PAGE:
MY ADVICE FOR YOUNG (or any) COACHES

MY ADVICE FOR YOUNG (or any) COACHES

I received one of those phone calls the other day. You know, it was one of those calls where someone was asking for money. We all get them. This one was from my undergraduate alma mater, Indiana University. On the other end was your typical work-study student trying to earn some money to pay for his business school education. I tried to hear him out but I was a little put off because I had just made a financial contribution in the spring. However, I did perk up when the senior-to-be asked me for advice on how he could be successful in his upcoming career.

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I gave the B-School (that’s what we call it at IU) student some of my thoughts and when we finished the conversation I realized that the four pieces of advice I gave him are transferrable to the coaching profession, as well. Here are my four pieces of advice for young, or any, coaches:

1. Get started early. – If you already know what career path you want to take when you are in college (or high school, for that matter), take advantage of it. Be proactice about finding experiences to enhance your career resume and volunteer as much as you can in your field. I realized the summer after my freshman year at IU that I wanted to coach basketball. I thought it would be a good idea to apply to be a basketball manager under Bob Knight and his staff. The competition for those managerial positions were so fierce that I would have better served to have applied entering my freshman year as I did not earn a position.

2. Read! No, read a lot! – Learning about successful people, whether they be in coaching or other walks of life, and from other leadership experts are so important to your own personal development. Finding out about the characteristics that make people successful and transferring those qualities to mesh with your own values can also formalize your development. I try to read a book every two weeks. If I didn’t have two small children, it would probably be one book every week. Your career is a life-long learning process.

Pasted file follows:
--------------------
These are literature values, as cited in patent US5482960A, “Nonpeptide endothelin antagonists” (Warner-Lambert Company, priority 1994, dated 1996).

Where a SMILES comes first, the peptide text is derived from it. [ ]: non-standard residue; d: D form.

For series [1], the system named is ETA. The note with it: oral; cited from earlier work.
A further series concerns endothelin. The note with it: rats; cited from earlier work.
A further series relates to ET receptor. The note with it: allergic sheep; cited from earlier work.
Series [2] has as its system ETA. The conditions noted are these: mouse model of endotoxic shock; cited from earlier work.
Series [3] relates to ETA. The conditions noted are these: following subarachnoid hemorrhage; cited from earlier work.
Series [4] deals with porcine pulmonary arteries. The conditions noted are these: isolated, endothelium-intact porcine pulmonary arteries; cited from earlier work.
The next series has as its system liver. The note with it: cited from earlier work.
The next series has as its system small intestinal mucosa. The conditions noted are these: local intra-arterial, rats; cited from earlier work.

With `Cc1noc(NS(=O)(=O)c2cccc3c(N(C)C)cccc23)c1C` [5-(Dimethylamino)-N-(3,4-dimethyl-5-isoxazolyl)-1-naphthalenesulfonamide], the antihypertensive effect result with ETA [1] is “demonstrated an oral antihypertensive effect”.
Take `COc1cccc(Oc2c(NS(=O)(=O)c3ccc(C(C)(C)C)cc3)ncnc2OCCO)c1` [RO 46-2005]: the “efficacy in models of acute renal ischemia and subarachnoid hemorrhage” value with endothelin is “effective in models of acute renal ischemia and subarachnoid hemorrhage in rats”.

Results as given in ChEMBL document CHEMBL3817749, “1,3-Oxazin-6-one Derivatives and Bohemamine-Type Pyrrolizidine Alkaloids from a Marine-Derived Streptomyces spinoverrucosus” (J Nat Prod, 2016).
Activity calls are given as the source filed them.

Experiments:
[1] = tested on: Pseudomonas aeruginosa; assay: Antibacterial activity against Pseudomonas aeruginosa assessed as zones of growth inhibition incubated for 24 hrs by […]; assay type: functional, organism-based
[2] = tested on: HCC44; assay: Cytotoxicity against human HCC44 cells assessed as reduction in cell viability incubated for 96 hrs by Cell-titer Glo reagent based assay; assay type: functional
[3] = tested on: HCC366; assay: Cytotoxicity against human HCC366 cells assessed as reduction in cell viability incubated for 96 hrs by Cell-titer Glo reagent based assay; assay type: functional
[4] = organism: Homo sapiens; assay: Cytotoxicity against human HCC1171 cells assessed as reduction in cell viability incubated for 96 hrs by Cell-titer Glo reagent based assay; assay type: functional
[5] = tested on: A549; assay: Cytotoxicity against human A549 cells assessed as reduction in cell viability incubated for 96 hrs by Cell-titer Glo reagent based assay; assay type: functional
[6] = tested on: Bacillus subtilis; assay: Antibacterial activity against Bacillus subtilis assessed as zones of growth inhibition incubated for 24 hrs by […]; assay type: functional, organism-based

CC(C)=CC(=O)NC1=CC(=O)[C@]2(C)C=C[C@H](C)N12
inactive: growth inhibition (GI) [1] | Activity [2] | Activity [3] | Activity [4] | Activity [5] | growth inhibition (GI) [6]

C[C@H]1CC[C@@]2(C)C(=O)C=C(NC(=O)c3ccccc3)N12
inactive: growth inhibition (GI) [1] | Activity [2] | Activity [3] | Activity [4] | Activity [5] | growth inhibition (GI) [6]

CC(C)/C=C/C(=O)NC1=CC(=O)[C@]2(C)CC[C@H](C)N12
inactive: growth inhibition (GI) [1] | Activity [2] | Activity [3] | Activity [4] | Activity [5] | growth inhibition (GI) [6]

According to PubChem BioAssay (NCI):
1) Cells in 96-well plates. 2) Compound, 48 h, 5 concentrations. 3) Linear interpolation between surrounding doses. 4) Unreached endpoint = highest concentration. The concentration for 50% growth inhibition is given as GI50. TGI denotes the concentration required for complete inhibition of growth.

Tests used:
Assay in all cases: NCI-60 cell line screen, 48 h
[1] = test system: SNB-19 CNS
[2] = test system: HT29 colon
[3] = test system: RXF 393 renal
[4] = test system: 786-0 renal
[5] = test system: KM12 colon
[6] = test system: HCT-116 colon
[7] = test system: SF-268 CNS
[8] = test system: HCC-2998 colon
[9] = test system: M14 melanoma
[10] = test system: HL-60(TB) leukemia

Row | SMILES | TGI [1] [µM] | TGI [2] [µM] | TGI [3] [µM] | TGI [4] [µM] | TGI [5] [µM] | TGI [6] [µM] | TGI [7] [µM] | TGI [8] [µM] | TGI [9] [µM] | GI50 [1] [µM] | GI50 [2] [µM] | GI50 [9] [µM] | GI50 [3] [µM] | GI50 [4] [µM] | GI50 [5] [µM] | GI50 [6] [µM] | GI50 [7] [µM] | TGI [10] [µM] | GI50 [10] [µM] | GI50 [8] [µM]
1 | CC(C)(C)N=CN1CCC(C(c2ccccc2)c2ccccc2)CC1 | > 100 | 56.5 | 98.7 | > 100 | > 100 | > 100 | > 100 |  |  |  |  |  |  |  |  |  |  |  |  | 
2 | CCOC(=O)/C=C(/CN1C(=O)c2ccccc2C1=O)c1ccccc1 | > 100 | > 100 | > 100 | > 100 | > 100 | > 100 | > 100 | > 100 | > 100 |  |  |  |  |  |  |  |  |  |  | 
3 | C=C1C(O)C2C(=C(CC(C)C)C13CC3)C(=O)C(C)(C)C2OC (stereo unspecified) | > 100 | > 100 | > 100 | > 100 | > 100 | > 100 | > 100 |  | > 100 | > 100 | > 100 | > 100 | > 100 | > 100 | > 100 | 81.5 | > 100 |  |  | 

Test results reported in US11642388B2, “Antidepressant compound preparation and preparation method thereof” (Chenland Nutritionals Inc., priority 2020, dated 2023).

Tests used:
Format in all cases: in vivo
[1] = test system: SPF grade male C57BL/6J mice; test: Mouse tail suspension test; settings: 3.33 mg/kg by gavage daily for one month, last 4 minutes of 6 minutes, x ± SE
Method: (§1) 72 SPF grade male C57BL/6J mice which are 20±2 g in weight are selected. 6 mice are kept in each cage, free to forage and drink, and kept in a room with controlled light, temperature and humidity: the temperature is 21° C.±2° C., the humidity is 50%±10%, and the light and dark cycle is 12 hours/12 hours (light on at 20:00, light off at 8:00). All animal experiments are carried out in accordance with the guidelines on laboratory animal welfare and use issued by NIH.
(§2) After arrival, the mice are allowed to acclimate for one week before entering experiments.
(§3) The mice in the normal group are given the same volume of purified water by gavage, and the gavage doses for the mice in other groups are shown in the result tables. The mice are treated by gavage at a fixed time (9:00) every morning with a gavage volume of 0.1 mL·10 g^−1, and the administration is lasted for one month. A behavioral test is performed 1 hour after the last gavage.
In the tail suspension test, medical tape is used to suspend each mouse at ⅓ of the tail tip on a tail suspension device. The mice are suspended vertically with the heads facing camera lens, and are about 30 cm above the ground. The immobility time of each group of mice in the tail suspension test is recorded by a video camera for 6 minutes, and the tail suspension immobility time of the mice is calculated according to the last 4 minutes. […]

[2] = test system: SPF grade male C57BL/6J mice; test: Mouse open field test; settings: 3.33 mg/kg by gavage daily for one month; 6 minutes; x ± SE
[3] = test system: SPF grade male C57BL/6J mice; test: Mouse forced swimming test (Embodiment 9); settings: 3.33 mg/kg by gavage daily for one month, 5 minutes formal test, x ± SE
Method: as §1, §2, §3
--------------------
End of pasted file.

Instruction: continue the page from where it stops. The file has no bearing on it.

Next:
3. Find a Mentor. – You need at least one person in your professional life that can show you the ropes. It would be ideal if you worked under him or her and was able to be with that person on a daily basis where you could learn a great deal of technical knowledge. I was fortunate to have found one. My first year coaching boys’ high school basketball at Roger Bacon High School in Cincinnati, I coached under the late Bill Brewer. I learned more in that year of coaching about basketball under “Brew” than I have in all the other years I have coached combined. His systematic principles matched mine well and I was able to take those experiences and parlay them into my own philosophies as a head coach. It’s also good to have personal mentors, such as someone to guide you with professional, personal, and spiritual goals.

4. Be available. – When you are young and just starting your career, take advantage of the time you have to gain experiences and learn as much as you can in your chosen field. Use that time to also develop relationships. Learn from other professionals and take advantage of educational opportunities. If and when you have a family you will have to learn to balance your time between your career and your family. Do as much as you can in the time that you have. Before I was married at the age of 28, I had completed nearly two master’s degrees. While I still take advantage of many learning opportunities, I am sure glad I got most of that coursework out of the way before I had a family.

Question: What other pieces of advice would you give young coaches?

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